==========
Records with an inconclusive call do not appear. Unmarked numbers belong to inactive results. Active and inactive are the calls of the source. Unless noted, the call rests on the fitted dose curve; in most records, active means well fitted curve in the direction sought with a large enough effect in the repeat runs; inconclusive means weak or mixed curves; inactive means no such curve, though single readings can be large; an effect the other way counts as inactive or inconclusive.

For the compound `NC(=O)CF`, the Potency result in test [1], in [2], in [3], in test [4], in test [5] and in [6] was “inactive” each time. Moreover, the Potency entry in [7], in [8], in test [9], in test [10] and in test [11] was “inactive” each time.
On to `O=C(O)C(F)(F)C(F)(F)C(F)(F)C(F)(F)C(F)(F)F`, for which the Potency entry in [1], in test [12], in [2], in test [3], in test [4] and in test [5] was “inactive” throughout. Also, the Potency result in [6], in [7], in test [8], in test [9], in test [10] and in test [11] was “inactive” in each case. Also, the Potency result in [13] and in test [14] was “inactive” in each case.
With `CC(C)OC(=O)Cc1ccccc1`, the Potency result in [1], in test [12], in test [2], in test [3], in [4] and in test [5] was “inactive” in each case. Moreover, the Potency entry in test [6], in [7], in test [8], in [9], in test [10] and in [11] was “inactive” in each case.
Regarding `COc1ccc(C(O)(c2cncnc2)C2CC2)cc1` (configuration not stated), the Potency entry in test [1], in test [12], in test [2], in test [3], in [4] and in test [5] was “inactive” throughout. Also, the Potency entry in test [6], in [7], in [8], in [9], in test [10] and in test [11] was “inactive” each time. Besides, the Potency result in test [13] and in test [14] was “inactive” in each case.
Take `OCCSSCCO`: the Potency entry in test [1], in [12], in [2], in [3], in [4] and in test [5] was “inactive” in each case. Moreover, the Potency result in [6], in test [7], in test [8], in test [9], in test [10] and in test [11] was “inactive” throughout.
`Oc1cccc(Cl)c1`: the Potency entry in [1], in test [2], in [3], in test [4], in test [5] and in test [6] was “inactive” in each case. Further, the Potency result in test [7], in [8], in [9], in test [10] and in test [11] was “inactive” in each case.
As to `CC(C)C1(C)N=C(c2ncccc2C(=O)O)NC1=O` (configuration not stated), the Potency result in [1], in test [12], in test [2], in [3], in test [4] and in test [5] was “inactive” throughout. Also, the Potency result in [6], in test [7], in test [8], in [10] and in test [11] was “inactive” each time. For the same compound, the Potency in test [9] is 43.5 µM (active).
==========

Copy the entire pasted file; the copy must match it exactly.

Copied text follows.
Records with an inconclusive call do not appear. Unmarked numbers belong to inactive results. Active and inactive are the calls of the source. Unless noted, the call rests on the fitted dose curve; in most records, active means well fitted curve in the direction sought with a large enough effect in the repeat runs; inconclusive means weak or mixed curves; inactive means no such curve, though single readings can be large; an effect the other way counts as inactive or inconclusive.

For the compound `NC(=O)CF`, the Potency result in test [1], in [2], in [3], in test [4], in test [5] and in [6] was “inactive” each time. Moreover, the Potency entry in [7], in [8], in test [9], in test [10] and in test [11] was “inactive” each time.
On to `O=C(O)C(F)(F)C(F)(F)C(F)(F)C(F)(F)C(F)(F)F`, for which the Potency entry in [1], in test [12], in [2], in test [3], in test [4] and in test [5] was “inactive” throughout. Also, the Potency result in [6], in [7], in test [8], in test [9], in test [10] and in test [11] was “inactive” in each case. Also, the Potency result in [13] and in test [14] was “inactive” in each case.
With `CC(C)OC(=O)Cc1ccccc1`, the Potency result in [1], in test [12], in test [2], in test [3], in [4] and in test [5] was “inactive” in each case. Moreover, the Potency entry in test [6], in [7], in test [8], in [9], in test [10] and in [11] was “inactive” in each case.
Regarding `COc1ccc(C(O)(c2cncnc2)C2CC2)cc1` (configuration not stated), the Potency entry in test [1], in test [12], in test [2], in test [3], in [4] and in test [5] was “inactive” throughout. Also, the Potency entry in test [6], in [7], in [8], in [9], in test [10] and in test [11] was “inactive” each time. Besides, the Potency result in test [13] and in test [14] was “inactive” in each case.
Take `OCCSSCCO`: the Potency entry in test [1], in [12], in [2], in [3], in [4] and in test [5] was “inactive” in each case. Moreover, the Potency result in [6], in test [7], in test [8], in test [9], in test [10] and in test [11] was “inactive” throughout.
`Oc1cccc(Cl)c1`: the Potency entry in [1], in test [2], in [3], in test [4], in test [5] and in test [6] was “inactive” in each case. Further, the Potency result in test [7], in [8], in [9], in test [10] and in test [11] was “inactive” in each case.
As to `CC(C)C1(C)N=C(c2ncccc2C(=O)O)NC1=O` (configuration not stated), the Potency result in [1], in test [12], in test [2], in [3], in test [4] and in test [5] was “inactive” throughout. Also, the Potency result in [6], in test [7], in test [8], in [10] and in test [11] was “inactive” each time. For the same compound, the Potency in test [9] is 43.5 µM (active).